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Report of ‘Id-ul-Adha at Woking, 21 February 1937
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Report of ‘Id-ul-Adha at Woking,
21st February 1937

Maulana Aftab-ud-Din leads prayer and gives khutba

From The Islamic Review, April 1937

We present below the report relating to‘Id-ul-Adha at the Woking Mosque on Sunday, 21st February 1937, taken from The Islamic Review, April 1937 (pp. 122–124).

The photograph below also appears in this issue. (See this photo here in larger size.)

Id-ul-Adha, February 1937

Report of the occasion

EID-UL-AZHA (1355 A.H.)
By A. A. BAIG.

The festival of Eid-ul-Azha was celebrated at the Shah Jehan Mosque, Woking, on Sunday, the 21st February.

Owing to the diminutive size of the Mosque, the weather has always been a matter of anxious consideration to the authorities on such occasions.

The day being a Sunday, the congregation, as was expected, was much larger, and numbered nearly 600.

Thanks to the foresight of the authorities, who had taken every precaution in the matter, the marquees in which the prayers were held, and the adjoining one in which the lunch was served, were much larger than those on previous occasions, while the beautiful thick carpets and warm heaters added more to the comfort of the guests.

Keeping in view the ever-increasing number of the Muslim fraternity and the vagaries of the English weather, it seems necessary that the authorities should take some steps to build a big hall adjoining the Mosque for such occasions.

The scene was essentially human, in the best sense, and to one beholding it for the first time, of intense significance. Muslims from all parts of the world, of every nation and every rank of life, most of them dressed in their national costumes, including a fairly large number of European members of the fraternity, some of whom had travelled from the farthest corners of the country, were standing shoulder to shoulder giving a true and practical demonstration of the universality of the Islamic brotherhood in this huge marquee spread over the lawn with the grass covered with thick carpets.

The prayers were said at 11-30 and were followed by a sermon from the Imam, Maulvi Aftab-ud-Din Ahmad. After which, as is the Muslim custom, the congregation wished one another ‘Eid Mubarak’ — Happy Eid — with mutual embraces.

Soon after this the Imam had to proceed to the Mosque to lead a second Eid prayer, for it was found that a batch of nearly fifty people had arrived later.

The Imam in his sermon said, “Allah be praised that so many of us have assembled here to-day to celebrate the Eid-ul-Azha, the festival of sacrifices. It is celebrated not only by the scattered millions of Muslims all over the world, but also, in a centralised way, at Mecca — the one great centre of absolute unity for humanity — in the form of the Hajj, or Pilgrimage.”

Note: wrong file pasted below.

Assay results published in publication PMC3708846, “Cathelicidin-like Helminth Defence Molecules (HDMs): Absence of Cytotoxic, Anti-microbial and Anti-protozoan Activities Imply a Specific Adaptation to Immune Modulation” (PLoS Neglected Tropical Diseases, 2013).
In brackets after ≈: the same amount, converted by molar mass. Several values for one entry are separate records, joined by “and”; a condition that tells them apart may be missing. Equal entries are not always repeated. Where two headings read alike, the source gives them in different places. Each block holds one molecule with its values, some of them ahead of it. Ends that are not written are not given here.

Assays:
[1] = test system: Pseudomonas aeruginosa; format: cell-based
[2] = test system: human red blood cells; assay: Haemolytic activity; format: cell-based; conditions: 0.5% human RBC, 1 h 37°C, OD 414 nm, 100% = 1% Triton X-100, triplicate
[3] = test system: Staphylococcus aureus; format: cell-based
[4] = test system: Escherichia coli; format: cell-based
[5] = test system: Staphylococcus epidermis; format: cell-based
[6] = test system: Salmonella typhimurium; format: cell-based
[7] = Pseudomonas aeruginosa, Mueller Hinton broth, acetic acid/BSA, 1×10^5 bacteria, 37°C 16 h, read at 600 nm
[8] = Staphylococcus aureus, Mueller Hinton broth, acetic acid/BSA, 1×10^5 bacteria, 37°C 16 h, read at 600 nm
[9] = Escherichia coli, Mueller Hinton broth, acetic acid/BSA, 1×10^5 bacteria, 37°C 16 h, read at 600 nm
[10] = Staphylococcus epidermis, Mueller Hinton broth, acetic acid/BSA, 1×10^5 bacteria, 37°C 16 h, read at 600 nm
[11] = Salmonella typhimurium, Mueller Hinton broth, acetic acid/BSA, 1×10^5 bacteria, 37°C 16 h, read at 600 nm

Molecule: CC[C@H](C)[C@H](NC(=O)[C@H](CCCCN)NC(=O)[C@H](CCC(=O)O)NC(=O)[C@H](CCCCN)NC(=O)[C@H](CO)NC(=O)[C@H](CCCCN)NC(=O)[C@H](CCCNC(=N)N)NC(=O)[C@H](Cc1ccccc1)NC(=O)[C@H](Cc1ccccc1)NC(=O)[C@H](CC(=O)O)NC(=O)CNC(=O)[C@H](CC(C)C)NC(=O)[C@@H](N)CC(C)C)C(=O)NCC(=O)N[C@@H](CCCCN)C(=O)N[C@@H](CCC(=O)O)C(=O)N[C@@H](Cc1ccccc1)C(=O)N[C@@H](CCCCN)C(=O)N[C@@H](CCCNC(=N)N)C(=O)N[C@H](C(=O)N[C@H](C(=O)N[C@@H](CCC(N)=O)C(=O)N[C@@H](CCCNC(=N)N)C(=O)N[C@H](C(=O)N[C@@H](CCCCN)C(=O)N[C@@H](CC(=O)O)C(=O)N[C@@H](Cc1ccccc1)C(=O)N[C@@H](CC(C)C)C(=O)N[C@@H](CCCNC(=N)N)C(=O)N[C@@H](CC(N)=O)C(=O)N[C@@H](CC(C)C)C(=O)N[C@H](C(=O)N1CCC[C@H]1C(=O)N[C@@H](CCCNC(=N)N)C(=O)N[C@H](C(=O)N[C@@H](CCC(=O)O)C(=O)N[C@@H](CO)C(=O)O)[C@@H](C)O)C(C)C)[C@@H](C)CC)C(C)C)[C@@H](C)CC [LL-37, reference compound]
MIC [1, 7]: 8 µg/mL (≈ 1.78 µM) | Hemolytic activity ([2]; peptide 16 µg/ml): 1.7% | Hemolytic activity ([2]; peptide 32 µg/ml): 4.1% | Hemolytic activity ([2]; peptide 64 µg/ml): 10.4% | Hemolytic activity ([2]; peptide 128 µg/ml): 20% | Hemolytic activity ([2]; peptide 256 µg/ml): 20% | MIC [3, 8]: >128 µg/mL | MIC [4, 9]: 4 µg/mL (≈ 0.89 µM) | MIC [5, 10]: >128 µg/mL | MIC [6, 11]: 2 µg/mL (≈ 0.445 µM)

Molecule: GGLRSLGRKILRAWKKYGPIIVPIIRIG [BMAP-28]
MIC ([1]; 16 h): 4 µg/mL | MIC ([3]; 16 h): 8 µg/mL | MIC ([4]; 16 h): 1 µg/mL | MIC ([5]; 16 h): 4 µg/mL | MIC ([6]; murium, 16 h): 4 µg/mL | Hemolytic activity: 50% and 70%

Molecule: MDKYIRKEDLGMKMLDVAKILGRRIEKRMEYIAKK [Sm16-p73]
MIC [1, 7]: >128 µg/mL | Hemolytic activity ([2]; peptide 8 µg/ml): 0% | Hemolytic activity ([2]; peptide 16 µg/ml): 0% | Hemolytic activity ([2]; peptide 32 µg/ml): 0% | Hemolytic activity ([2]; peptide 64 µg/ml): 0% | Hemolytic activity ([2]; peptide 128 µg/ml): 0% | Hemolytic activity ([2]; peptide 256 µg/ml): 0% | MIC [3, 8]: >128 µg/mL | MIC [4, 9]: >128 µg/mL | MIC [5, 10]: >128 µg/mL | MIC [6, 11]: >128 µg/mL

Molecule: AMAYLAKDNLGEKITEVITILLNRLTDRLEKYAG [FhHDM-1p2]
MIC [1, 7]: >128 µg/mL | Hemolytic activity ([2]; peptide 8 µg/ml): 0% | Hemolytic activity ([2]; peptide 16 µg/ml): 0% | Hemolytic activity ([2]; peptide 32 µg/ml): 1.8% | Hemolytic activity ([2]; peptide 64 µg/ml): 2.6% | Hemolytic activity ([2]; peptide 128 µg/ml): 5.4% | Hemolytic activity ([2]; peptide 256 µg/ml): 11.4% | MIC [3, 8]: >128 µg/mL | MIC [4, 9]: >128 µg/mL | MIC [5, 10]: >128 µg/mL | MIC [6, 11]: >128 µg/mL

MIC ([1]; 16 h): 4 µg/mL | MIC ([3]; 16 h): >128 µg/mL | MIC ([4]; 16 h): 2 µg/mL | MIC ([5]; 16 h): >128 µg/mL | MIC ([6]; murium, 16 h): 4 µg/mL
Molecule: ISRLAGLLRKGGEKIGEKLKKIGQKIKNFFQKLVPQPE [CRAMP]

At the end of the lecture the Imam touched on the necessity of tabligh in the West through more frequent discussions with the Jews and the Christians. The Muslims in England have special advantages for such discussions, and it was their duty to bring back the “peoples of the Book” to the religion of the great Patriarch whose magnanimity the Eid-ul-Azha commemorates. An appeal to the personality and mission of Abraham was bound to be most effective in this direction, the Imam further explained. For this reason we should lose no time in striving to unite the three branches of Abraham’s progeny, — the Jews, the Christians and the Muslims, through the agency of the great faith of Islam. That will be the only fitting homage to the memory of that great Patriarch whose attempted sacrifice of his then only son we are all assembled here to commemorate to-day.

Lunch was served at 1-30 p.m., the arrangements being admirably carried out by Mr. and Mrs. Tirmizey, Miss Ghani, Miss Howell and Messrs. S. D. Piracha, Abdur Rahman, Irshad and Riaz Qadir, together with a band of voluntary workers.

Among those present were His Excellency the Iranian Minister, His Excellency the Egyptian Charge d’Affaires, His Excellency the Iraqi Minister, His Excellency the Saudi-Arabian Charge d’Affaires, Sir Abdul and Lady Qadir, Major-General Sir Percival and Lady Wilkins, Madame Khalida Buchanan-Hamilton (President, the Muslim Society in Great Britain), the Dowager Duchess of Somerset, Mrs. L. Dudley, Mr. Ismail De Yorke (Chairman, the Muslim Society in Great Britain), Mrs. De Yorke, Mr. and Mrs. Zaman, Ameer Arsalan, Count E. Gioja, Afzal-ul-Ulema M. Abdul Haq, Mr. and Mrs. Said Mohamadi, Dr. and Mrs. Shastri, Mr. Nehra, Rev. Green, and groups of Muslim students from Cambridge, Oxford and Leeds.

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